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I’ve always had a soft spot for sliding doors. Maybe it’s because I’m the sort of person predisposed to wondering “what if?” and fascinated by the notion of one point of divergence altering a life – a world – moving forward. It doesn’t always work (although in truth, what does?), but it almost always holds my attention.

“Look Both Ways,” currently streaming on Netflix, is a recent addition to the sliding doors canon. It’s a relatively light and breezy take on the trope, even as its divergence point – pregnant/not pregnant – is perhaps a bit more charged than you might expect, though the film itself isn’t all that interested in addressing that charged nature.

With a charming, albeit somewhat bland, cast and a more or less constant levity, this film is well-made, with some solid visual representations of the split timelines, and it’s got some laughs. Put it all together and you wind up with a perfectly pleasant way to while away a couple of hours.

Published in Movies

While things have certainly gotten better in recent years, there’s still a relative dearth in LGTBQ+ representation in films in general and romantic comedies in particular. Sure, a bit of that could be chalked up to the downtick in rom-coms in general, but still – there are laughs to be mined from all forms of love.

So it’s nice to see when a film comes along that gets it right, offering a humorous look at a different kind of love story – one that proves representative of not only same-sex relationships, but also of Asian-Americans as well.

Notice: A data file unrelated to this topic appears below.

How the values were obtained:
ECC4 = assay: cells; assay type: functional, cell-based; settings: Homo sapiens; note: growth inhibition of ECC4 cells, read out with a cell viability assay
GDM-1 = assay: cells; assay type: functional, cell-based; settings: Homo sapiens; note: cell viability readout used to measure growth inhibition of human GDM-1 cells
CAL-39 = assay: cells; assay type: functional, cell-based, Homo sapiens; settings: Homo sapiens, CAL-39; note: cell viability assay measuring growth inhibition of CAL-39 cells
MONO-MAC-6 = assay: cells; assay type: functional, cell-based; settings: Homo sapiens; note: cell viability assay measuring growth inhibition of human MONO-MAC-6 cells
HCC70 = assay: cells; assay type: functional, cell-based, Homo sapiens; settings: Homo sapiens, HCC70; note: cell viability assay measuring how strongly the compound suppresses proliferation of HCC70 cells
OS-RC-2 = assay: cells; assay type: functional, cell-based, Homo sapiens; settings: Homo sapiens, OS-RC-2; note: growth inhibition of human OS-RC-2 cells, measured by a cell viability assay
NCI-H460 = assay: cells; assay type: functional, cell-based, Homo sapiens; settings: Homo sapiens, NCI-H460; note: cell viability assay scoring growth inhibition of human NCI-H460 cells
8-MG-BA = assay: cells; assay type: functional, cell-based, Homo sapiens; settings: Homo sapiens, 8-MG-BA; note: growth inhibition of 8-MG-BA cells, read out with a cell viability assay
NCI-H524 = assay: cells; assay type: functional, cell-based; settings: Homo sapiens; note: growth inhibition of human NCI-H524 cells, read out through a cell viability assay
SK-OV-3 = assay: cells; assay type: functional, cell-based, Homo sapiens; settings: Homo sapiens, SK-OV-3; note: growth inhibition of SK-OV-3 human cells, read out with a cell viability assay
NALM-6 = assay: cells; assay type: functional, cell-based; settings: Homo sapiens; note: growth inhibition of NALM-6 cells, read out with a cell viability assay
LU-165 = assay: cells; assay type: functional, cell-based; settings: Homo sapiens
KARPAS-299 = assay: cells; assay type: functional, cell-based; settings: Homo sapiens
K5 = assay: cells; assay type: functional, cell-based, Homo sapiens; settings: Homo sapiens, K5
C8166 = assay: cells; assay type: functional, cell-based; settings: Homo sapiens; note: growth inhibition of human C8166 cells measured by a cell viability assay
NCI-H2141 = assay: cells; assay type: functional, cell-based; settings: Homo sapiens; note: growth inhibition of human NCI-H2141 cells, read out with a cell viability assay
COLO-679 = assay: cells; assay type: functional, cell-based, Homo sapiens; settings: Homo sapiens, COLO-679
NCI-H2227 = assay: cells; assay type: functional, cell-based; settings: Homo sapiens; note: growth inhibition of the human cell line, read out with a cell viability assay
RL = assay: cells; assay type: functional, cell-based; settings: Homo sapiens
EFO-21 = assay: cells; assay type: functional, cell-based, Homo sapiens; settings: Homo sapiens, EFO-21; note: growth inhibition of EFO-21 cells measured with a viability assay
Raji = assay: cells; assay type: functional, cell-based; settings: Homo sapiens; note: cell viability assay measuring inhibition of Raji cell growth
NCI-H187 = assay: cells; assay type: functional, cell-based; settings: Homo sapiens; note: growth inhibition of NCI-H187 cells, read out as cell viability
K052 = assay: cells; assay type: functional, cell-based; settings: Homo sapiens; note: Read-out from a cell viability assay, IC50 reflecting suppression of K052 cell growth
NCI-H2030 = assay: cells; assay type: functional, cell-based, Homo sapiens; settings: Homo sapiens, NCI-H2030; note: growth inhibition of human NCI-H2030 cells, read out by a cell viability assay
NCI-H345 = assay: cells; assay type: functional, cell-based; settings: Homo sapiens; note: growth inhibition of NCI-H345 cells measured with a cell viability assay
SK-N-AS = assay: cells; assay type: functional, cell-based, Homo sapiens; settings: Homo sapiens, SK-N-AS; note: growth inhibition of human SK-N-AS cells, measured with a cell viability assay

“Fire Island” – currently streaming on Hulu – is just such a film. Directed by Andrew Ahn from a screenplay by Joel Kim Booster (who also stars), it’s the story of a group of friends who head to the iconic gay party locale Fire Island for their annual week-long sojourn and the connections they make while there, both with others and among themselves.

Inspired by Jane Austen’s “Pride and Prejudice” – and you better believe Ms. Austen’s influences are ALL OVER this thing in the best ways – it is a delightful story of friendship and love, one that alternates between coarseness and charm, equal parts salty and sweet.

Published in Movies

I’m on record as being a big proponent of romantic comedies. When they’re done well, they are cinematic delights, telling funny and heartfelt stories of love and our desire to find it. And when they find ways to approach old tropes from new angles, so much the better.

Hulu’s “The Valet” – directed by Richard Wong from a screenplay by Bob Fisher and Rob Greenberg, adapted from Francis Weber’s 2006 French film of the same name – is a charming spin on the traditional rom-com, a movie that manages to somehow feel fresh even as it more or less follows the standard formula.

Still, variations on a theme can be a lot of fun if they’re handled properly, and for the most part, “The Valet” does just that, thanks to a game cast and some solid direction. The representation doesn’t hurt, either – the film’s ensemble is packed with Spanish speakers and we move pretty seamlessly between that language and English throughout. Again, we’re not reinventing the wheel here, but we are putting some pretty nice tires on these familiar rims.

Published in Style
Monday, 02 May 2022 11:36

‘Crush’ a charming teen romance

I love a love story. Always have. And it doesn’t really matter who is falling in love or where; so long as the tale is well told, I am happy to come along on a romantic journey.